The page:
OAKLAND, Calif. -- Where does one even begin with something like this, with history revealing itself in the moment and tension so thick it was tough to even draw a breath? You start with belief.
For the better part of a week, Cleveland general manager David Griffin told everyone on his staff that this was how it had to be, that if the Cavaliers were going to do this they had to do what had never been done. They had to be the first team to come back from a 3-1 finals deficit, against the best regular-season team of all time and win two elimination games in Oracle Arena. It was the only way.
"All we know how to do is make history," Griffin said after it was all over. "That's the only way our team could do it. I'm grateful to be right. We had to put ourselves in this position."
The Cavs believed that if they could just get one game back in Oracle there was no way they would lose at home in Game 6. Once that was accomplished, they would send this series back to Game 7 with the greatest player of his generation leading the charge. LeBron James believed it, too, believed it with every fiber of his being. He was so eerily calm on the Saturday before Game 7 that everyone who left that practice session was convinced he was going to pull it off.
No one else in this league has that kind of aura, no one else inspires this kind of belief. You can compare him to Michael Jordan if you want, or Magic or Bird or anyone else. After what he just did, all of that is on the table and once again open to interpretation. We talk about his legacy all the time because it's an ever-evolving thing. If that gets old or tired for some, perhaps they're not thinking hard enough about what we are all witnessing in the moment. He's a player for the ages and he's not even close to done yet.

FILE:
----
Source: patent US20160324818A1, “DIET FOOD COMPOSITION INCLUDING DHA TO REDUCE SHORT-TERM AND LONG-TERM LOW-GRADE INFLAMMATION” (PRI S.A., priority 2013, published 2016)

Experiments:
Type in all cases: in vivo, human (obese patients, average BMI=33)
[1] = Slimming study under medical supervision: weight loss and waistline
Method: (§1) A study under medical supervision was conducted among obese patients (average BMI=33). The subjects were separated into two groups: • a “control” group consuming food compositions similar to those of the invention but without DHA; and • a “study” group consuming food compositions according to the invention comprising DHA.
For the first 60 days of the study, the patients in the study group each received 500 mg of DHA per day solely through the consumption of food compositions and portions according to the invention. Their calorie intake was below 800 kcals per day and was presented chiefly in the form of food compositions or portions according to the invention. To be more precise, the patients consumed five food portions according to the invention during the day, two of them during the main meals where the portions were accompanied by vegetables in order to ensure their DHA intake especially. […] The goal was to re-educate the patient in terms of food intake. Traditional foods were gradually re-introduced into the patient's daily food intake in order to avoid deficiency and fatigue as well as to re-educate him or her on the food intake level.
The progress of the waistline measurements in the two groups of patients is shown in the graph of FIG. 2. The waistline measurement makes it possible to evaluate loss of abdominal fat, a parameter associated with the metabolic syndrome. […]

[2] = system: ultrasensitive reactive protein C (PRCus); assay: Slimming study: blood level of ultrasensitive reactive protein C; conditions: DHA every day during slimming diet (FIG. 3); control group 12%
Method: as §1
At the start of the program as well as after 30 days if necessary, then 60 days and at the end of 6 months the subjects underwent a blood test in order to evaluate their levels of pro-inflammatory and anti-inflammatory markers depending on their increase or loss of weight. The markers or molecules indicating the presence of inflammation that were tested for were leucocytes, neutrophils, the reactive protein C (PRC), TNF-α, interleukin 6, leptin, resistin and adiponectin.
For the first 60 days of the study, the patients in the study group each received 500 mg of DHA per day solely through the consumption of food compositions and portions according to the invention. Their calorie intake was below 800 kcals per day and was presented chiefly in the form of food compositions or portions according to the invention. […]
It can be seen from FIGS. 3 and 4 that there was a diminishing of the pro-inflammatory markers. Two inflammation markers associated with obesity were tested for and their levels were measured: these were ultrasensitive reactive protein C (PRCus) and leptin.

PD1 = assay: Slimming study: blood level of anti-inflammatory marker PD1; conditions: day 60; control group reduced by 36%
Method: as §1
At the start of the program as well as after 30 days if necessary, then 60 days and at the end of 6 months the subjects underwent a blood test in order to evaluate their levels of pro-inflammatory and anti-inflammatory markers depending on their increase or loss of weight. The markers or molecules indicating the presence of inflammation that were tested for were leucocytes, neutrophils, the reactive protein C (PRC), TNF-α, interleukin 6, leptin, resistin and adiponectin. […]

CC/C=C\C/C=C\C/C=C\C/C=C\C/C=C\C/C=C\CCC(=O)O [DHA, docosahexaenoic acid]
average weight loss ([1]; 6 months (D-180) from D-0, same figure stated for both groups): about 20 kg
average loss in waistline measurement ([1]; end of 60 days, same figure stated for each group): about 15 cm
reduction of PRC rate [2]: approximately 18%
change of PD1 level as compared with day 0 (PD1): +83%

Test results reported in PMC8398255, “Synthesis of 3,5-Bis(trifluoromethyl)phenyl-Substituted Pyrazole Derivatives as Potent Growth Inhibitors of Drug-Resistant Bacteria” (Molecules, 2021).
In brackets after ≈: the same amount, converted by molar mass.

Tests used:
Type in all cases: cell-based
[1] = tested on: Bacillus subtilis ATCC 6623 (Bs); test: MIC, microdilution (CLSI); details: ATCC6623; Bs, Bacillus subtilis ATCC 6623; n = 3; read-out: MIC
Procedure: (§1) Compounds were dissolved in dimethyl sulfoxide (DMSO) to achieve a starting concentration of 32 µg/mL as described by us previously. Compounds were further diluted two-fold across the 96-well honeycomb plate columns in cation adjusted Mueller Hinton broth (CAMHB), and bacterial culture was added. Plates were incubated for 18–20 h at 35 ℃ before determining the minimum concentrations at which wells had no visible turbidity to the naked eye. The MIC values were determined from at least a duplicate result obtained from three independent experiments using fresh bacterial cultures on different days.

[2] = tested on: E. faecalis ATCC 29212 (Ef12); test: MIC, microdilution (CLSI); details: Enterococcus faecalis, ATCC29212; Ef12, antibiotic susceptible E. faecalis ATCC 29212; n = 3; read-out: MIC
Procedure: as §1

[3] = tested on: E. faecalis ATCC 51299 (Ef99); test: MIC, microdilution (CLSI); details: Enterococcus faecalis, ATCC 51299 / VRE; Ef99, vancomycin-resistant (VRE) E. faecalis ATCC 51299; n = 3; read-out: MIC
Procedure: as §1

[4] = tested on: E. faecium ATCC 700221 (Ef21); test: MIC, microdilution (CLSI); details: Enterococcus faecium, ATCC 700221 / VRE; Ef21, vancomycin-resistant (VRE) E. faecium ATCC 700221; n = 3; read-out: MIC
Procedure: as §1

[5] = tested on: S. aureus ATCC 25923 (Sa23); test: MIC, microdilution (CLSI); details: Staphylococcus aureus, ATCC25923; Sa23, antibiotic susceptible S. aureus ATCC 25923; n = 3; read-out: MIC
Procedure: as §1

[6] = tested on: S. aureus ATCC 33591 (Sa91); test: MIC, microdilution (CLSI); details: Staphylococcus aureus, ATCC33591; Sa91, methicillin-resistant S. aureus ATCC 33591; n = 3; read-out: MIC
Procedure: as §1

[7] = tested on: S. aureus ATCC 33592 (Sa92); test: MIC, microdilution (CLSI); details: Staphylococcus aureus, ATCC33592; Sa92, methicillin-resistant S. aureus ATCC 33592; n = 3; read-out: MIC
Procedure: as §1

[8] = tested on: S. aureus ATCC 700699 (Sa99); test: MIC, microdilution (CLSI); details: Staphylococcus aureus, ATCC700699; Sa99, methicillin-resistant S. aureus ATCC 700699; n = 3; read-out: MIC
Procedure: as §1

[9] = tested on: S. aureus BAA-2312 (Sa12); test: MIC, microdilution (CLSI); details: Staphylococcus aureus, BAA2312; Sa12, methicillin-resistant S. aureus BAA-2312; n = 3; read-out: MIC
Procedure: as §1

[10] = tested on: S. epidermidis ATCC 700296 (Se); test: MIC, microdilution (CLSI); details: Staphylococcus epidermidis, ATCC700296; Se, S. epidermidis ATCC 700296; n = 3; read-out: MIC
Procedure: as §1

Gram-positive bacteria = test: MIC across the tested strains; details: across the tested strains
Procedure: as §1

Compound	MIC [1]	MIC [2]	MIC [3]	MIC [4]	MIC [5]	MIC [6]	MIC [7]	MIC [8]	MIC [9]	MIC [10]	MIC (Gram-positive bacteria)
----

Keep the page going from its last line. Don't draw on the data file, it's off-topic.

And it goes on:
James carried his team back from the brink with two brilliant performances, and then came Game 7 -- good God that Game 7. The moments will live on forever. From Kyrie Irving's step-back three in Steph Curry's face to LeBron's chasedown block to Kevin Love's scrambling defense on Curry in the final moments. The last four and a half minutes felt like forever with a tie game, the season, the championship and the weight of so much history bearing down on everyone.
Everything that brought us to those moments felt like its own chapter in a novel that may never be written. From LeBron's triple-double to Draymond Green's redemption game to Curry and Klay Thompson unable to get untracked. Those magical Warriors runs never came and the Cavs met each surge with one of their own. That was the story of this series. The Cavs took on everything the Warriors threw at them and countered with tactics and body shots of their own.
Game 7's are rarely this good. There were 20 lead changes and 11 ties and nothing ever felt answered until those last seconds ticked off the clock. That's when belief gave way to shock, and shock slowly dawned on everyone that the reality of the moment was at hand. The Cleveland Cavaliers were freaking NBA champions. More than half a century of Cleveland sports heartbreak melting away in the warm glow of the Larry O'Brien trophy. LeBron cradled it in his arms and that's when reality gave way to tears.
"I'm true to the game, and I know what I bring to the table," James said later. "I came back for a reason. I came back to bring a championship to our city. I knew what I was capable of doing. I knew what I learned in the last couple years that I was gone, and I knew if I had to -- when I came back, I knew I had the right ingredients and the right blueprint to help this franchise get back to a place that we've never been. That's what it was all about. Right now it's just excitement. It's not even relief."
For the better part of two years, LeBron had brought this team along to his level. He tried to apply the lessons he learned in Miami and the road was not always easy. There were trying times filled with messages, subtle and otherwise, about what his teammates needed to do to get to where they wanted to go. And because it involved LeBron, the spotlight was harsh and unforgiving. For two years we've wondered just who these Cavaliers were and we finally have been given our answer.